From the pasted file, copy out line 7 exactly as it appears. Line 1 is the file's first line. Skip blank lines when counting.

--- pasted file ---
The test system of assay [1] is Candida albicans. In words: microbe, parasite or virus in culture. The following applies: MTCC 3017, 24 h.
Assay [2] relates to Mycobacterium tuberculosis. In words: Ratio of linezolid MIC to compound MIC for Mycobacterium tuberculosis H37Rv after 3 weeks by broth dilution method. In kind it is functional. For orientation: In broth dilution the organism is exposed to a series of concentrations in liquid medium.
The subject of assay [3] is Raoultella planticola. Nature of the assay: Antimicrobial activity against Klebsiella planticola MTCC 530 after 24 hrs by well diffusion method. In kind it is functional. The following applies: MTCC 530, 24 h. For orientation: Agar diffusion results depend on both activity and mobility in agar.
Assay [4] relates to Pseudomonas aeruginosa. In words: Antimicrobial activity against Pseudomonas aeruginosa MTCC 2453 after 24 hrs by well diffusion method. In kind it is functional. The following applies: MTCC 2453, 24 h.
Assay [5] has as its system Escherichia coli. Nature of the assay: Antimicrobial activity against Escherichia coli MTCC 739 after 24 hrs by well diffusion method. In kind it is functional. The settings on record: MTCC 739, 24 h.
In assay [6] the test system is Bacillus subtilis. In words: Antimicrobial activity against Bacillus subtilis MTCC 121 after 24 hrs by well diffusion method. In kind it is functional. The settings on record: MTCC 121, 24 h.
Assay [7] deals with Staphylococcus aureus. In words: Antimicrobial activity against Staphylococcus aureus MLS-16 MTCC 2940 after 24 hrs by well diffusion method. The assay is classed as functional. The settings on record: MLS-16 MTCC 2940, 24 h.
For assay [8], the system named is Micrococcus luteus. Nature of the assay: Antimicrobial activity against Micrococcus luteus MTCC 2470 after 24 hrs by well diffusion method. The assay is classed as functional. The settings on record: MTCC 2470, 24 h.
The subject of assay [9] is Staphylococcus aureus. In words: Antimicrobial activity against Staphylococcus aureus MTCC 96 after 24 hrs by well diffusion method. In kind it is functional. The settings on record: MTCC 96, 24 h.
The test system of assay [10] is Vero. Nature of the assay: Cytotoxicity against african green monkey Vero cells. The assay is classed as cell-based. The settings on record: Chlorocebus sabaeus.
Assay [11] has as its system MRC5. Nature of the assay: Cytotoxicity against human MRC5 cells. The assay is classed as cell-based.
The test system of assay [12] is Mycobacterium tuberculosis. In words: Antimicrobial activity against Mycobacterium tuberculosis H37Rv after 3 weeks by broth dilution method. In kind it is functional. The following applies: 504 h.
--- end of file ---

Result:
Assay [7] deals with Staphylococcus aureus. In words: Antimicrobial activity against Staphylococcus aureus MLS-16 MTCC 2940 after 24 hrs by well diffusion method. The assay is classed as functional. The settings on record: MLS-16 MTCC 2940, 24 h.